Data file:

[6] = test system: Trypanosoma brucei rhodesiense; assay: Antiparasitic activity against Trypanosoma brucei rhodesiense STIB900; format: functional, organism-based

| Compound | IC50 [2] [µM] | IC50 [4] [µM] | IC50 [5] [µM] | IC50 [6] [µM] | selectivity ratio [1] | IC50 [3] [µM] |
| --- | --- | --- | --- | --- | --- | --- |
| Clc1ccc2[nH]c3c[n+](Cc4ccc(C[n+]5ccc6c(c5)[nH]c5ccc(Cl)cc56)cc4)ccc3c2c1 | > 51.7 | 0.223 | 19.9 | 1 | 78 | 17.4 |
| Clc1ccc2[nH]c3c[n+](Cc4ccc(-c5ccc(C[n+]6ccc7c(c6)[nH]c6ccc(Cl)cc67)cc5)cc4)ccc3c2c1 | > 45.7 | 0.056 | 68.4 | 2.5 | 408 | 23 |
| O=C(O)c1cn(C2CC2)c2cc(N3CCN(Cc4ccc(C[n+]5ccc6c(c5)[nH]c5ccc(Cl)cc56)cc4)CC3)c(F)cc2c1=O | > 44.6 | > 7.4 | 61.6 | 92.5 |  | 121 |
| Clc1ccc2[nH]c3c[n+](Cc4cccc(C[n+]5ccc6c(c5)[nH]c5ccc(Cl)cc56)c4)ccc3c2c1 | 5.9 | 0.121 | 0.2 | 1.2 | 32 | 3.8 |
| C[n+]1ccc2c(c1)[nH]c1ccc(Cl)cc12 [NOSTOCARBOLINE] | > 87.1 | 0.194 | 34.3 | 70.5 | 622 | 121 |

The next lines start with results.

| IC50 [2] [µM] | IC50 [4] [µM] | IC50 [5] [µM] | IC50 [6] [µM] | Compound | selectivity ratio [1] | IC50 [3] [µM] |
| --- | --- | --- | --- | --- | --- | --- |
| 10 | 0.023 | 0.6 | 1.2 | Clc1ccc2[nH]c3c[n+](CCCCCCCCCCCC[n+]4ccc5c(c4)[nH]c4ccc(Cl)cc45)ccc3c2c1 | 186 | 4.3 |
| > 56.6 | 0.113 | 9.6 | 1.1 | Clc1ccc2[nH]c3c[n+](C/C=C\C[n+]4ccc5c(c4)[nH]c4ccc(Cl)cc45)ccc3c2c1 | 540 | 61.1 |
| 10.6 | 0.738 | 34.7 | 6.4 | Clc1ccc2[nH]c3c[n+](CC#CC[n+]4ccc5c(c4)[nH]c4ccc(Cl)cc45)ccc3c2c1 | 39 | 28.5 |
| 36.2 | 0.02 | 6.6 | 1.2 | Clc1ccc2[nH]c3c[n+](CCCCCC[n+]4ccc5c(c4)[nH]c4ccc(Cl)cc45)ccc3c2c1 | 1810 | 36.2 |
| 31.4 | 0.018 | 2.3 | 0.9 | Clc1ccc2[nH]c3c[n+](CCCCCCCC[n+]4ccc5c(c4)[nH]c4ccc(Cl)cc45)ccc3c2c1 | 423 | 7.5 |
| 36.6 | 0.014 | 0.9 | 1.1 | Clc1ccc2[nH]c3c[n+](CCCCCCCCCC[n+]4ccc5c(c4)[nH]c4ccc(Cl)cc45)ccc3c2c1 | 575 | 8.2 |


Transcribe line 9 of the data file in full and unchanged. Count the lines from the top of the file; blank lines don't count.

The next lines start with results.